TitleEpigenetic methylation and its implication in cancer and neurodegeneration
NamePurdon, Terence J. (author), Kusch, Thomas (chair), Fong, Dunne (internal member), Martin, Charles (internal member), Sheldon, Michael (outside member), Rutgers University, Graduate School - New Brunswick,
SubjectCell and Developmental Biology,
DescriptionEpigenetics has become a fast-growing area of study in cellular biology. An epigenetic trait is defined as a stably inherited phenotype resulting from changes in a chromosome without alterations in the DNA sequence (1). These types of modifications are essential for normal cellular function, assisting in the activation or repression of necessary genes in various stages of development. There are instances, though, in which the modifications can be altered to induce irregular gene transcription. In these cases, the results can provoke various forms of disease. In mammals, epigenetic methylation has been found to play an important part in all forms of cancer, with two key areas of alteration. These are the specific methylation of sequences of DNA, as well as modifications on the histones surrounding DNA. Since the discovery of their involvement in the change of gene expression, histone modifications and DNA methylation have been implicated in diseases other than cancer, such as neurological disorders including schizophrenia and Alzheimer’s disease. One very important aspect of epigenetic methylation is its reversibility. This key property has created a promising field of epigenetic therapy, which has led to the development of several FDA approved drugs for cancer treatment. It has also generated several new and exciting ideas for future paths of treatment.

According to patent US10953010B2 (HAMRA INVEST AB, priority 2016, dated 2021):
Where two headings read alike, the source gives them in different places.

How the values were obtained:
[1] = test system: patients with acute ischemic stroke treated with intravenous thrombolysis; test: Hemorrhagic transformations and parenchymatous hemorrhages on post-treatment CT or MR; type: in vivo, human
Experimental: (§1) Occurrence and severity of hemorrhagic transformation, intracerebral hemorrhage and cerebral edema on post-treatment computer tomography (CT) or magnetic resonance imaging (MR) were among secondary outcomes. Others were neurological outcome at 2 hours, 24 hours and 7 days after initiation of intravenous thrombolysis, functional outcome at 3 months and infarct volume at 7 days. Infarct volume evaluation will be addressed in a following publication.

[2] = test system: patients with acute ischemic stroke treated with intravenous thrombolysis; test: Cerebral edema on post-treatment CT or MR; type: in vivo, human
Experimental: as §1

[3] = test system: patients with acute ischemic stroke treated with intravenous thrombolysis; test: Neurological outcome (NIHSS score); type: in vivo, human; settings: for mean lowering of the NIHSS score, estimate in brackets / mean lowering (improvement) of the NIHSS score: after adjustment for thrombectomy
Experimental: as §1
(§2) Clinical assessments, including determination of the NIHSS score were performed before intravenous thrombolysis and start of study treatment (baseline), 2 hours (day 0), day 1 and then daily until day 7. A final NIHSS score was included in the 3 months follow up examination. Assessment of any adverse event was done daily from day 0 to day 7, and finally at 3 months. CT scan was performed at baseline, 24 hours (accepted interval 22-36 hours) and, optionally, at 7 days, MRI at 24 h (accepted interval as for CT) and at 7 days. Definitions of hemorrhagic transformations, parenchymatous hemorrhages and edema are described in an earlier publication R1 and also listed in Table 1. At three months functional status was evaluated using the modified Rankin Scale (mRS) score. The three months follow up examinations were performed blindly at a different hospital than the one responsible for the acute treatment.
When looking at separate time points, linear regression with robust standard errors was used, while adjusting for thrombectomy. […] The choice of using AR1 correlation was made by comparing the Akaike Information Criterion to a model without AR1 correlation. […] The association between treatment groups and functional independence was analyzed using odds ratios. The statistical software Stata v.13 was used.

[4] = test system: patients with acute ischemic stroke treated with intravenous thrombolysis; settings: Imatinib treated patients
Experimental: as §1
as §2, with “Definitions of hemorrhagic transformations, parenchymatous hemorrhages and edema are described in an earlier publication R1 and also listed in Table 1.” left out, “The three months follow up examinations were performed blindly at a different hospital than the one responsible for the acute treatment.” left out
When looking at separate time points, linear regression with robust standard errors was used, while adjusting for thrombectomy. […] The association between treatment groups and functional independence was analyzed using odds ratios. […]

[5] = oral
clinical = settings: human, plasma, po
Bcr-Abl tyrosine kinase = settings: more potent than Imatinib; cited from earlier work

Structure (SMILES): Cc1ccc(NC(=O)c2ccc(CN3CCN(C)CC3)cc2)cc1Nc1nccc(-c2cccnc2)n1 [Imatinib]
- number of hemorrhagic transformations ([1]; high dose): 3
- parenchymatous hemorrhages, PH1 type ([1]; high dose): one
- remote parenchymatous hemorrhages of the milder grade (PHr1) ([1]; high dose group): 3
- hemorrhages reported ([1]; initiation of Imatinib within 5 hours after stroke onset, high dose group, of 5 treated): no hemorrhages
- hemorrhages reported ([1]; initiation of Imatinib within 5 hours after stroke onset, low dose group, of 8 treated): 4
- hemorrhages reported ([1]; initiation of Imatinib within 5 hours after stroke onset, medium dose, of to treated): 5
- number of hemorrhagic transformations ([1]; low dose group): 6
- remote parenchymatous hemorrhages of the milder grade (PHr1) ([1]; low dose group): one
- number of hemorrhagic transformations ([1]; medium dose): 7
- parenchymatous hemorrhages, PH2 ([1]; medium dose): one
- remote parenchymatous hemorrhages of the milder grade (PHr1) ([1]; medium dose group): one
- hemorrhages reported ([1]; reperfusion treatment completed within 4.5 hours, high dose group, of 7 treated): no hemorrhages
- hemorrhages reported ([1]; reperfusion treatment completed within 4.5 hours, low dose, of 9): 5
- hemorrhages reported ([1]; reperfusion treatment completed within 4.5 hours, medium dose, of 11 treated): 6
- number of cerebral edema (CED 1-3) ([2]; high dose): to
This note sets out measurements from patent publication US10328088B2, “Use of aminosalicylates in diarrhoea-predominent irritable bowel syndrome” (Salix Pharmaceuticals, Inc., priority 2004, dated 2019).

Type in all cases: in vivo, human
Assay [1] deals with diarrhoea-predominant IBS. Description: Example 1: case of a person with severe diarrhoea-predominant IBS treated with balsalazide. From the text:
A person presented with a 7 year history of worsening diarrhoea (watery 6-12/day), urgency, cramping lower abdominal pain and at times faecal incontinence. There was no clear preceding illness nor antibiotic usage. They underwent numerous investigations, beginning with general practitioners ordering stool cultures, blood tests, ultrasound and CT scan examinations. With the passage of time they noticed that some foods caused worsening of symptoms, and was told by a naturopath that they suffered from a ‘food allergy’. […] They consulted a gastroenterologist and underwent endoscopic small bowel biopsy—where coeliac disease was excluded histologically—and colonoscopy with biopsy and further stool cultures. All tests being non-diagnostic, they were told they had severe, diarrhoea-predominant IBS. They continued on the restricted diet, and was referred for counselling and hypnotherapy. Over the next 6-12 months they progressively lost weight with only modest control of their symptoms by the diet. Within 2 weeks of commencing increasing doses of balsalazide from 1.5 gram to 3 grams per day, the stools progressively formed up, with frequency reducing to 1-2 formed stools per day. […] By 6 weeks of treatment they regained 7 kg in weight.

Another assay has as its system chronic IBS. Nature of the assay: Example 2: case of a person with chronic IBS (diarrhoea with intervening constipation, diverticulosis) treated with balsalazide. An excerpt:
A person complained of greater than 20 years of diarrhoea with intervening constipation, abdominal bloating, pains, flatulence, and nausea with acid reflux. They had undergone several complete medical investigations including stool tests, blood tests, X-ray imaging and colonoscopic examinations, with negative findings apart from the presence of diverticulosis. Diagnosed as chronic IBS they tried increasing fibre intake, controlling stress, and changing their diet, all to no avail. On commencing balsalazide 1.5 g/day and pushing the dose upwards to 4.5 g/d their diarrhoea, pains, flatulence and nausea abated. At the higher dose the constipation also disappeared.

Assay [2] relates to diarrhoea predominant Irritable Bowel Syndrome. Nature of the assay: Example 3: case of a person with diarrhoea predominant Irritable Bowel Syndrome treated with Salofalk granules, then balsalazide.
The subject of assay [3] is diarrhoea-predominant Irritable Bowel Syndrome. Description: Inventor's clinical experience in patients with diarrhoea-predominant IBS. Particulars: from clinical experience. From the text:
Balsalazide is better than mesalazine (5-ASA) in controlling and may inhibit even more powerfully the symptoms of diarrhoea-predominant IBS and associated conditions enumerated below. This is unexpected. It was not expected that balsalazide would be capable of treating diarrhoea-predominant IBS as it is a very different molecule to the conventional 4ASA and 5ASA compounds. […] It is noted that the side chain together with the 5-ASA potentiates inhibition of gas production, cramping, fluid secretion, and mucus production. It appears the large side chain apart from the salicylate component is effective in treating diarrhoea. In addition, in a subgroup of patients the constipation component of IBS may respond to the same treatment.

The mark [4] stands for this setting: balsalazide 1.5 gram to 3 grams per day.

NoteIncludes bibliographical references
Noteby Terence J. Purdon
CollectionGraduate School - New Brunswick Electronic Theses and Dissertations
Organization NameRutgers, The State University of New Jersey
RightsThe author owns the copyright to this work.